Le Voyage dans la Lune (1902) Director: George Méliès
“A Trip to the Moon”
Méliès’s films are a fantastic journey through technical innovations and early cinematic excellence. While many of his short movies were created to complement his performances as a magician, his later films such as The Impossible Voyage and The Haunted Castle are truly marvelous cinematic achievements. A Trip to the Moon is his best film and it deserves its rank at the top of the greatest films.
Le Voyage dans la Lune is loosely based off Jules Verne’s From the Earth to the Moon and also H.G. Wells’s adventure stories. At a meeting of astronomers, five brave adventurers (Nostradamus, Alcofrisbias, Omega, Microgemas, and Parafaragaramus) volunteer to fly to the moon in a bullet, shot into space by a group of ladies hired from the Chatelet Ballet. The scene in which the bullet hits the eye of the moon is one of the most iconic scenes in the early history of film. Once on the moon, Phoebe and Saturn awaken the crew who then venture into a cave where giant mushrooms grow. They encounter a race called the Selenites (referring to the ancient Greek word for “moon” and played by French acrobats) and discover that if they hit the Selenites with their umbrellas the creatures disappear into a cloud of smoke. After being brought before the leader of the Selenites the adventurers escape back to their bullet, which they push off the side of the moon and land back in the Atlantic ocean. They are celebrated in a parade with a statue reading “Labor Omnia Vincit” (Work Conquers All).
This was Méliès’s 400th film and was made on a budget of 10,000 Francs, a massive sum at the time. There were roughly 30 different tableaux, or scenes, in the film. He wrote, directed, acted in, produced, built the costumes and sets, and filmed the entire project. It was highly influential on Edwin Stanton Porter who began making narrative films such as The Life of an American Fireman (1903) and The Great Train Robbery (1903). Porter was able to build on the foundation laid by Méliès, who placed prime importance on the shot, and Porter instead focused on the frame of the scene. By cutting frames, the director and editor had the ability to compress time- that is, by editing the film, the editor was able to more successfully suspend an audience’s disbelief through the arrangement of moving shots in time. D.W. Griffith was an early master of this strategy, as well.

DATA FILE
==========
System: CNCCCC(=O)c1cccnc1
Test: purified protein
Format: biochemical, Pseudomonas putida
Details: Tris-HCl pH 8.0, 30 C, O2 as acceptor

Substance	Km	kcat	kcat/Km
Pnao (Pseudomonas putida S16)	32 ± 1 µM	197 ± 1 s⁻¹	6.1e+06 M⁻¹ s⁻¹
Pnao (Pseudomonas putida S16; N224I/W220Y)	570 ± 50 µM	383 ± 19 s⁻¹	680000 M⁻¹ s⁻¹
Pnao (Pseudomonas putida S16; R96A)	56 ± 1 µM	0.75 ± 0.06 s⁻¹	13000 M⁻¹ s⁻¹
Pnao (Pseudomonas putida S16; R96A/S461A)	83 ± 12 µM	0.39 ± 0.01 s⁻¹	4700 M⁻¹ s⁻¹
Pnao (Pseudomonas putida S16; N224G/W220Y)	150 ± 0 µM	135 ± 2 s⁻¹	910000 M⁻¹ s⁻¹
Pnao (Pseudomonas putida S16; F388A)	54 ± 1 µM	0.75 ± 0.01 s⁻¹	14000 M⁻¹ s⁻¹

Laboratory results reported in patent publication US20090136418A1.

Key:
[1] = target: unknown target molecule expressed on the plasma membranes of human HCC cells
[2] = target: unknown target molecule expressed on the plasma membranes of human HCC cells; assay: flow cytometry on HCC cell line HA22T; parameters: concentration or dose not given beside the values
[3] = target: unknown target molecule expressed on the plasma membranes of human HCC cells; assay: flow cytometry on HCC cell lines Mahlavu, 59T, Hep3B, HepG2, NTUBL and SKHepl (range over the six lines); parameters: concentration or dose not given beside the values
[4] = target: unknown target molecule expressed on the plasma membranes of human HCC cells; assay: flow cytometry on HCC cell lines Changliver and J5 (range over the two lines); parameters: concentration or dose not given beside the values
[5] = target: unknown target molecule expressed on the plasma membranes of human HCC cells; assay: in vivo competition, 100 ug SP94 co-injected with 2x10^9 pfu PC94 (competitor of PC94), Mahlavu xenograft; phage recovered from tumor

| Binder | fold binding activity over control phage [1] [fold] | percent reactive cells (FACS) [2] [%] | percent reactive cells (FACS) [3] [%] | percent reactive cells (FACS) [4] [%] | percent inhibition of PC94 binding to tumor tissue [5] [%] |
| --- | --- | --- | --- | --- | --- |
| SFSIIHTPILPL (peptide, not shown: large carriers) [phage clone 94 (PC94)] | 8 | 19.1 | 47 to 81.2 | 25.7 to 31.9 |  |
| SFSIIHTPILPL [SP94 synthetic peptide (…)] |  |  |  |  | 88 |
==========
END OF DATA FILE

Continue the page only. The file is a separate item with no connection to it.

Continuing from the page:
Other important films directed by George Méliès include: Cendrillion or “Cinderella” (1899) whose scenes were modeled on the drawings of Gustave Dore and was highly influential on later directors like Cecil B. Demille; The Impossible Voyage (1904) which was modeled on A Trip to the Moon; and The Haunted Castle (1896-97). The name of Méliès’s production company was called Star Film (1896) with the motto: “The whole world within reach.” For A Trip To The Moon, Méliès rather painstakingly infused the logo of his company on the stars in some of the scenes to prevent theft of his footage, however thieves still colored over the logos and sold the film illegally. Méliès made films until the outbreak of World War I, but he was unable to compete with the booming American market and in the end he died mostly forgotten and indebted. He was discovered selling toys and trinkets in the train station in Paris, and his story was thankfully recovered by historians of early cinema.